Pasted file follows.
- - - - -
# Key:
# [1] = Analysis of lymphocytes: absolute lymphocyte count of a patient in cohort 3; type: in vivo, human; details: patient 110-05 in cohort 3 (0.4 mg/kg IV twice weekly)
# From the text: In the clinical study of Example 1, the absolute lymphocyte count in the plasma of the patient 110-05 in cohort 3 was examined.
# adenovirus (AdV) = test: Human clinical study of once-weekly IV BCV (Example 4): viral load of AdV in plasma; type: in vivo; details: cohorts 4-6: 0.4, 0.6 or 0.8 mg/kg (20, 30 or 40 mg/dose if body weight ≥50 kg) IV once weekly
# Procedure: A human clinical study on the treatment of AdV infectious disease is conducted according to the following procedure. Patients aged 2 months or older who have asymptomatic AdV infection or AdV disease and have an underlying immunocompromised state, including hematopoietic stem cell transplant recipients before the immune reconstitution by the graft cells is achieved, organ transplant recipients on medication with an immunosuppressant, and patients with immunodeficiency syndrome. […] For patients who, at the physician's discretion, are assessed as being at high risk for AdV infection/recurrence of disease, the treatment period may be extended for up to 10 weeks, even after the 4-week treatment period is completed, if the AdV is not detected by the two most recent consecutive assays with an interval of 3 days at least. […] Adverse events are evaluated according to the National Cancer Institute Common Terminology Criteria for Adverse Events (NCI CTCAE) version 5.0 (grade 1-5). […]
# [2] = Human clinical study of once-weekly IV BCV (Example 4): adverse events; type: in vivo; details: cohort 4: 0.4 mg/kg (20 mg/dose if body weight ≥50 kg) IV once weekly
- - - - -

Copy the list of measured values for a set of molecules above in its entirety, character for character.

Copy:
# Key:
# [1] = Analysis of lymphocytes: absolute lymphocyte count of a patient in cohort 3; type: in vivo, human; details: patient 110-05 in cohort 3 (0.4 mg/kg IV twice weekly)
# From the text: In the clinical study of Example 1, the absolute lymphocyte count in the plasma of the patient 110-05 in cohort 3 was examined.
# adenovirus (AdV) = test: Human clinical study of once-weekly IV BCV (Example 4): viral load of AdV in plasma; type: in vivo; details: cohorts 4-6: 0.4, 0.6 or 0.8 mg/kg (20, 30 or 40 mg/dose if body weight ≥50 kg) IV once weekly
# Procedure: A human clinical study on the treatment of AdV infectious disease is conducted according to the following procedure. Patients aged 2 months or older who have asymptomatic AdV infection or AdV disease and have an underlying immunocompromised state, including hematopoietic stem cell transplant recipients before the immune reconstitution by the graft cells is achieved, organ transplant recipients on medication with an immunosuppressant, and patients with immunodeficiency syndrome. […] For patients who, at the physician's discretion, are assessed as being at high risk for AdV infection/recurrence of disease, the treatment period may be extended for up to 10 weeks, even after the 4-week treatment period is completed, if the AdV is not detected by the two most recent consecutive assays with an interval of 3 days at least. […] Adverse events are evaluated according to the National Cancer Institute Common Terminology Criteria for Adverse Events (NCI CTCAE) version 5.0 (grade 1-5). […]
# [2] = Human clinical study of once-weekly IV BCV (Example 4): adverse events; type: in vivo; details: cohort 4: 0.4 mg/kg (20 mg/dose if body weight ≥50 kg) IV once weekly